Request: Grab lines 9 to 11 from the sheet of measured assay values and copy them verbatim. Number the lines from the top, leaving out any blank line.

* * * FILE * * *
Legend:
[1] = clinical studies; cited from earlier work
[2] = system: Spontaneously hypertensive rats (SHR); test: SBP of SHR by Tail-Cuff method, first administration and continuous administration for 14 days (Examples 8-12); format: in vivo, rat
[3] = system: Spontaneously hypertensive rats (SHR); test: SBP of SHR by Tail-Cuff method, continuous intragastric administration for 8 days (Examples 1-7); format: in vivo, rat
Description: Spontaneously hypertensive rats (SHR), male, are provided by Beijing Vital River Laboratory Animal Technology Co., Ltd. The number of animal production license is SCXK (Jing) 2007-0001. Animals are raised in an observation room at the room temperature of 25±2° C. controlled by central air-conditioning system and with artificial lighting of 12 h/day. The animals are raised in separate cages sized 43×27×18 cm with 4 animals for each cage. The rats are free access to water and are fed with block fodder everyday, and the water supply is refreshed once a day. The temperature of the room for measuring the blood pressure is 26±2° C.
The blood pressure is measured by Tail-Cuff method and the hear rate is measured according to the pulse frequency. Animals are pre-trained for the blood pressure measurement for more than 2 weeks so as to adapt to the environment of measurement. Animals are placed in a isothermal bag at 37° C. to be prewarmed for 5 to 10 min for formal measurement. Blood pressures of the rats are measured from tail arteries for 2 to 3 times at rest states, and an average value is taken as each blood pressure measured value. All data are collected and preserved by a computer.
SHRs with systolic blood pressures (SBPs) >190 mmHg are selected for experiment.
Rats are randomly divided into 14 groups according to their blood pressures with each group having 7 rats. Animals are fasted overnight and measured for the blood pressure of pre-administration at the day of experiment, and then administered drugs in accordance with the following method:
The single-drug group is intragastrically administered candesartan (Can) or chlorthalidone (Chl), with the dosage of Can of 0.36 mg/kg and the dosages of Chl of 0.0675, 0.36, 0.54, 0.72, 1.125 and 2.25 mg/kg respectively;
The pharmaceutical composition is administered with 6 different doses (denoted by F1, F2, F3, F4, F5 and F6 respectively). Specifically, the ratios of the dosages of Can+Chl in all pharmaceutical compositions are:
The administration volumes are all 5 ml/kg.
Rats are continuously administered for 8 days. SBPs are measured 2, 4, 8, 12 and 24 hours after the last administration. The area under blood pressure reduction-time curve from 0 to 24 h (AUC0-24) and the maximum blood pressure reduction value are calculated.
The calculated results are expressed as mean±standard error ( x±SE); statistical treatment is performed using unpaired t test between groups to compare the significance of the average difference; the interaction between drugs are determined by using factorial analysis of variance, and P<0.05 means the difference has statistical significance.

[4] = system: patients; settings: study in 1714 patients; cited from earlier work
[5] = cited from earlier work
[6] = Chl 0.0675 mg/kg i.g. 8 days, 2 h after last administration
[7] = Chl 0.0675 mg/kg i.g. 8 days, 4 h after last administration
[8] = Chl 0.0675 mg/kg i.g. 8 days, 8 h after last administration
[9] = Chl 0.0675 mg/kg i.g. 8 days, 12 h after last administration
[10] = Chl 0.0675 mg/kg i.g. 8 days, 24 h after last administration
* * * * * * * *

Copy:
The single-drug group is intragastrically administered candesartan (Can) or chlorthalidone (Chl), with the dosage of Can of 0.36 mg/kg and the dosages of Chl of 0.0675, 0.36, 0.54, 0.72, 1.125 and 2.25 mg/kg respectively;
The pharmaceutical composition is administered with 6 different doses (denoted by F1, F2, F3, F4, F5 and F6 respectively). Specifically, the ratios of the dosages of Can+Chl in all pharmaceutical compositions are:
The administration volumes are all 5 ml/kg.